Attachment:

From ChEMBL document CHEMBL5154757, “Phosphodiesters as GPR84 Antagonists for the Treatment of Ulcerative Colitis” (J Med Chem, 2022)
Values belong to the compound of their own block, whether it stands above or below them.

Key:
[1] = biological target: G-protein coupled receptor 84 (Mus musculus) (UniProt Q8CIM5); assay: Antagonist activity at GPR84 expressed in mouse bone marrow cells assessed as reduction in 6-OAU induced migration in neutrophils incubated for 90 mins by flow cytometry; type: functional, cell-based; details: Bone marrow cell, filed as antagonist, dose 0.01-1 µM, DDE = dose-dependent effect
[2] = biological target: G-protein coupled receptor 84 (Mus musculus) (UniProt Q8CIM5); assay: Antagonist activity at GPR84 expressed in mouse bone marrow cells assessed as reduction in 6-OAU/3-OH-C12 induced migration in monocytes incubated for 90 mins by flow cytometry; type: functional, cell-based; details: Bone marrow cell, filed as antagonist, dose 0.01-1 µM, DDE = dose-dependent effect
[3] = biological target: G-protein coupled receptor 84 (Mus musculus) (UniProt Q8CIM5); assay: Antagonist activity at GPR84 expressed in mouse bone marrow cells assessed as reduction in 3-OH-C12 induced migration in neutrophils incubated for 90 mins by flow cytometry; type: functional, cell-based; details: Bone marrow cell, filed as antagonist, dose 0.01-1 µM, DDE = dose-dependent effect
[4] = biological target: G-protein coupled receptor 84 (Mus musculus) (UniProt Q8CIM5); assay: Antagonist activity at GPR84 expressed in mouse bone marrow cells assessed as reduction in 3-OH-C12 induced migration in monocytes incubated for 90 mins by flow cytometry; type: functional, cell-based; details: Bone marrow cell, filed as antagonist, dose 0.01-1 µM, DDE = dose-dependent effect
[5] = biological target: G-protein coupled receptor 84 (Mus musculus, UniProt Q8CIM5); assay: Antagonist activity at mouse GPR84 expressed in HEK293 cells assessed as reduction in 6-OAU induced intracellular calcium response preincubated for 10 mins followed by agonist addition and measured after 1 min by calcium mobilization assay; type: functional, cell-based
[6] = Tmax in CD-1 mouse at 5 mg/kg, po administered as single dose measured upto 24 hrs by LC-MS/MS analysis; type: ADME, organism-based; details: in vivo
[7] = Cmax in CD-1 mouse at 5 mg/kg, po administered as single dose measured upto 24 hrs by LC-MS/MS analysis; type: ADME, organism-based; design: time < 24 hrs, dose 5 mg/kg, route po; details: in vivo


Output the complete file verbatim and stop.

From ChEMBL document CHEMBL5154757, “Phosphodiesters as GPR84 Antagonists for the Treatment of Ulcerative Colitis” (J Med Chem, 2022)
Values belong to the compound of their own block, whether it stands above or below them.

Key:
[1] = biological target: G-protein coupled receptor 84 (Mus musculus) (UniProt Q8CIM5); assay: Antagonist activity at GPR84 expressed in mouse bone marrow cells assessed as reduction in 6-OAU induced migration in neutrophils incubated for 90 mins by flow cytometry; type: functional, cell-based; details: Bone marrow cell, filed as antagonist, dose 0.01-1 µM, DDE = dose-dependent effect
[2] = biological target: G-protein coupled receptor 84 (Mus musculus) (UniProt Q8CIM5); assay: Antagonist activity at GPR84 expressed in mouse bone marrow cells assessed as reduction in 6-OAU/3-OH-C12 induced migration in monocytes incubated for 90 mins by flow cytometry; type: functional, cell-based; details: Bone marrow cell, filed as antagonist, dose 0.01-1 µM, DDE = dose-dependent effect
[3] = biological target: G-protein coupled receptor 84 (Mus musculus) (UniProt Q8CIM5); assay: Antagonist activity at GPR84 expressed in mouse bone marrow cells assessed as reduction in 3-OH-C12 induced migration in neutrophils incubated for 90 mins by flow cytometry; type: functional, cell-based; details: Bone marrow cell, filed as antagonist, dose 0.01-1 µM, DDE = dose-dependent effect
[4] = biological target: G-protein coupled receptor 84 (Mus musculus) (UniProt Q8CIM5); assay: Antagonist activity at GPR84 expressed in mouse bone marrow cells assessed as reduction in 3-OH-C12 induced migration in monocytes incubated for 90 mins by flow cytometry; type: functional, cell-based; details: Bone marrow cell, filed as antagonist, dose 0.01-1 µM, DDE = dose-dependent effect
[5] = biological target: G-protein coupled receptor 84 (Mus musculus, UniProt Q8CIM5); assay: Antagonist activity at mouse GPR84 expressed in HEK293 cells assessed as reduction in 6-OAU induced intracellular calcium response preincubated for 10 mins followed by agonist addition and measured after 1 min by calcium mobilization assay; type: functional, cell-based
[6] = Tmax in CD-1 mouse at 5 mg/kg, po administered as single dose measured upto 24 hrs by LC-MS/MS analysis; type: ADME, organism-based; details: in vivo
[7] = Cmax in CD-1 mouse at 5 mg/kg, po administered as single dose measured upto 24 hrs by LC-MS/MS analysis; type: ADME, organism-based; design: time < 24 hrs, dose 5 mg/kg, route po; details: in vivo